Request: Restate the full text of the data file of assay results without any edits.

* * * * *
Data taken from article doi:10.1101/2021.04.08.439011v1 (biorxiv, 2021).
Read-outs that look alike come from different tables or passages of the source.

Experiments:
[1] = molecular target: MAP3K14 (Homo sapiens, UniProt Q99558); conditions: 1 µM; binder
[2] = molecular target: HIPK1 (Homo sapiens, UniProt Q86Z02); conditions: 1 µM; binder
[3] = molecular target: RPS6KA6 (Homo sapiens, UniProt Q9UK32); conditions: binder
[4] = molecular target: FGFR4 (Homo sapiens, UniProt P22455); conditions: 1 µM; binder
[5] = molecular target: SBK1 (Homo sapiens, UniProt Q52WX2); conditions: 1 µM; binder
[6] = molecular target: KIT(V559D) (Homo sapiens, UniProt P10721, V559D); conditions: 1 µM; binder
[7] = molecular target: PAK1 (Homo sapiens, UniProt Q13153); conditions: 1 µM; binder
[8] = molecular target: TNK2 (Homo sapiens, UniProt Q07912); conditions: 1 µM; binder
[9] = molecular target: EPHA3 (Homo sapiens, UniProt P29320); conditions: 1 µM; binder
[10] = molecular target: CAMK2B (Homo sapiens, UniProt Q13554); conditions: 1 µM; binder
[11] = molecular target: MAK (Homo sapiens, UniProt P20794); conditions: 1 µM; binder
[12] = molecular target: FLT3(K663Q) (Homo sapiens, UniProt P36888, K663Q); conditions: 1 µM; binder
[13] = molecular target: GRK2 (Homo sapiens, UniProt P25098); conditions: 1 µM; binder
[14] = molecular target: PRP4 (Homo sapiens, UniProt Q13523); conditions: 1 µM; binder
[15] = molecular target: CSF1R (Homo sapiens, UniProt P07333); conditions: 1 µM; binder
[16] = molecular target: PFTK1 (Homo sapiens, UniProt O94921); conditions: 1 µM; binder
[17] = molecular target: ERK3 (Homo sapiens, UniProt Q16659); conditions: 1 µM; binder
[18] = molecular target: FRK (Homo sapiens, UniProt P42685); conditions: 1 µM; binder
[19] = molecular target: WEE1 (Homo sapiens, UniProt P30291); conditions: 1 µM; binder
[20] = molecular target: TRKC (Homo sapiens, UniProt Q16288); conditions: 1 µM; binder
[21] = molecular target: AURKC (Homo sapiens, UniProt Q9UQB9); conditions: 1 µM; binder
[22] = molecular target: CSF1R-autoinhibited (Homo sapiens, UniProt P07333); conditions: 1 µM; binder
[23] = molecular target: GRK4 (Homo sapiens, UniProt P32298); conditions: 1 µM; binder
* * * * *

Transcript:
Data taken from article doi:10.1101/2021.04.08.439011v1 (biorxiv, 2021).
Read-outs that look alike come from different tables or passages of the source.

Experiments:
[1] = molecular target: MAP3K14 (Homo sapiens, UniProt Q99558); conditions: 1 µM; binder
[2] = molecular target: HIPK1 (Homo sapiens, UniProt Q86Z02); conditions: 1 µM; binder
[3] = molecular target: RPS6KA6 (Homo sapiens, UniProt Q9UK32); conditions: binder
[4] = molecular target: FGFR4 (Homo sapiens, UniProt P22455); conditions: 1 µM; binder
[5] = molecular target: SBK1 (Homo sapiens, UniProt Q52WX2); conditions: 1 µM; binder
[6] = molecular target: KIT(V559D) (Homo sapiens, UniProt P10721, V559D); conditions: 1 µM; binder
[7] = molecular target: PAK1 (Homo sapiens, UniProt Q13153); conditions: 1 µM; binder
[8] = molecular target: TNK2 (Homo sapiens, UniProt Q07912); conditions: 1 µM; binder
[9] = molecular target: EPHA3 (Homo sapiens, UniProt P29320); conditions: 1 µM; binder
[10] = molecular target: CAMK2B (Homo sapiens, UniProt Q13554); conditions: 1 µM; binder
[11] = molecular target: MAK (Homo sapiens, UniProt P20794); conditions: 1 µM; binder
[12] = molecular target: FLT3(K663Q) (Homo sapiens, UniProt P36888, K663Q); conditions: 1 µM; binder
[13] = molecular target: GRK2 (Homo sapiens, UniProt P25098); conditions: 1 µM; binder
[14] = molecular target: PRP4 (Homo sapiens, UniProt Q13523); conditions: 1 µM; binder
[15] = molecular target: CSF1R (Homo sapiens, UniProt P07333); conditions: 1 µM; binder
[16] = molecular target: PFTK1 (Homo sapiens, UniProt O94921); conditions: 1 µM; binder
[17] = molecular target: ERK3 (Homo sapiens, UniProt Q16659); conditions: 1 µM; binder
[18] = molecular target: FRK (Homo sapiens, UniProt P42685); conditions: 1 µM; binder
[19] = molecular target: WEE1 (Homo sapiens, UniProt P30291); conditions: 1 µM; binder
[20] = molecular target: TRKC (Homo sapiens, UniProt Q16288); conditions: 1 µM; binder
[21] = molecular target: AURKC (Homo sapiens, UniProt Q9UQB9); conditions: 1 µM; binder
[22] = molecular target: CSF1R-autoinhibited (Homo sapiens, UniProt P07333); conditions: 1 µM; binder
[23] = molecular target: GRK4 (Homo sapiens, UniProt P32298); conditions: 1 µM; binder